Have you ever been surprised to meet someone you know in a place far from home? Then imagine Baudin meeting Matthew Flinders off the coast of South Australia in April 1802.

A contemporary article from The Monthly, 2013 describes the meeting between the two rival maritime explorers.

Baudin was 20 years older than the intensively competitive Flinders. Flinders did not speak French and Baudin’s English was very bad. Even with Dr Robert Brown, the Investigator’s botanist translating, misunderstandings flew thick and fast.  Baudin was somewhat star struck, enthusiastic to the point of excitement. Flinders was formal and reserved. On departing, Flinders recommended nearby Kangaroo Island as a good spot for a feed.

 

A NECESSARY BREAK IN SYDNEY AND A REUNION

As I mentioned earlier, separation of the vessels and ill health were ongoing problems. For example, at Sydney in 1802 Geographe limped into port to find Naturaliste had departed four weeks earlier. It was suggested that only four of the men on board were fit for duty and the English crew from Investigator had to help tow the ship into port.

At this time the French took the opportunity to resupply their ships with 60 casks of flour and 25 casks of salt meat. Baudin and Flinders met again when Governor King, who conveniently spoke French, entertained the officers.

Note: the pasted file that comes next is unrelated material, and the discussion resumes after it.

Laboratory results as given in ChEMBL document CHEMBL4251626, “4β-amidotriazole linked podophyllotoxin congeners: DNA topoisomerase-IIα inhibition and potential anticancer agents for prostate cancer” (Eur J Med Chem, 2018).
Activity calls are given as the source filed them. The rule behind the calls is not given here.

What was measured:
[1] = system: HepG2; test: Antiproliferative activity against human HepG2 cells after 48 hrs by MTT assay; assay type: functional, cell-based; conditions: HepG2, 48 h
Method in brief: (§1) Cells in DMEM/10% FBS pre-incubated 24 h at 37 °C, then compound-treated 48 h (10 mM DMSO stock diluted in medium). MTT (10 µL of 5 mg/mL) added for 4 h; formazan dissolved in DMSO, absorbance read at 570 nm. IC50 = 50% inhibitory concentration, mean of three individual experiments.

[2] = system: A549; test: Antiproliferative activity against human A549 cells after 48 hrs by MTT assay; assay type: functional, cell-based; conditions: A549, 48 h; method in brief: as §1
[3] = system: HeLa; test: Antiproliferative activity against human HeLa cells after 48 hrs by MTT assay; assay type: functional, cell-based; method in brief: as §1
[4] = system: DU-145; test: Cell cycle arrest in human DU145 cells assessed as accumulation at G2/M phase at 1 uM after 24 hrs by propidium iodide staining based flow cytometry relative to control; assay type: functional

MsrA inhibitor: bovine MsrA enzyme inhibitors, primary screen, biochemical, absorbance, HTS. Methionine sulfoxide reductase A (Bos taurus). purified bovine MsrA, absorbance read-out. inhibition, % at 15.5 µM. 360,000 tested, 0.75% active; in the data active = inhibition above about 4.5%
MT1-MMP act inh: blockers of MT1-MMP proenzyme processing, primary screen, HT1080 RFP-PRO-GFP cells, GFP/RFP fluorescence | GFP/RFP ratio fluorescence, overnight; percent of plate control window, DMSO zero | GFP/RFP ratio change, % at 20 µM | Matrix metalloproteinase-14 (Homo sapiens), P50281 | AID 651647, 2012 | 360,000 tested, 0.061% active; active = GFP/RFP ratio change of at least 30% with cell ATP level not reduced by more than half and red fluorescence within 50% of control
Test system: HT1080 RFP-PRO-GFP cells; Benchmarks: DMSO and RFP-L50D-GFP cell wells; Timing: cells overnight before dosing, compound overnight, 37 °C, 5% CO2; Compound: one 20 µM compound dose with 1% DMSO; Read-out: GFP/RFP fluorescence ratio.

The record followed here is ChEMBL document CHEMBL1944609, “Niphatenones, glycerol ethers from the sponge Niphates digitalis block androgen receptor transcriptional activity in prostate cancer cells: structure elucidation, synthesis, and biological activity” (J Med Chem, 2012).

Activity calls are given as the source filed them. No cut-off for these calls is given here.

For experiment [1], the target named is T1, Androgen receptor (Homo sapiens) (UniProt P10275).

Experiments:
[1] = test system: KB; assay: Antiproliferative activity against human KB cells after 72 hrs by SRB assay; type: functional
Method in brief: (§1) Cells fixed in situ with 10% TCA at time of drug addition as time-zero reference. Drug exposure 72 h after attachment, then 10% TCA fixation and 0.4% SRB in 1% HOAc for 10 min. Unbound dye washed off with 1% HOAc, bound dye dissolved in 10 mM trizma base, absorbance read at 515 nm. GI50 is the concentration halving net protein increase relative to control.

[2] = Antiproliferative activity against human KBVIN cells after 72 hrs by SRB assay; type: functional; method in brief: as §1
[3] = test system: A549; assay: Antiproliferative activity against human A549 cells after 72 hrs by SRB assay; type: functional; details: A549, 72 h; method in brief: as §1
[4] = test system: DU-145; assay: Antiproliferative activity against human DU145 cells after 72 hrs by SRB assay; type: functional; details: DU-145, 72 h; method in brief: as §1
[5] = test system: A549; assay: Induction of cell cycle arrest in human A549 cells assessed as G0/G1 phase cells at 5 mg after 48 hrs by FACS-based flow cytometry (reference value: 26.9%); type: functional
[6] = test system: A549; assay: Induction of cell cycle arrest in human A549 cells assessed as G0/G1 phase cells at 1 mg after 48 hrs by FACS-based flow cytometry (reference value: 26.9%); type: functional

Back in Sydney Captain Hamelin prepared to sail Naturaliste to France with the valued collections. A number of people who, in Baudin’s estimation, ‘had been less than zealous in the performance of their duties’ were similarly despatched. Even after Baudin’s death fellow expeditioners Peron and Freycinet continued to tarnish his reputation.

According to Christine Cornell, an Australian who translated Baudin’s records

He was misunderstood, much maligned, and had a lot of trying situations and people to cope with. He could be crusty and impatient, and unnecessarily formal in his attitude to people.  

Another important consideration is the many voices represented in the surviving records, and the complexity of various translations.

 

A PRECIOUS CARGO ON THE VOYAGE HOME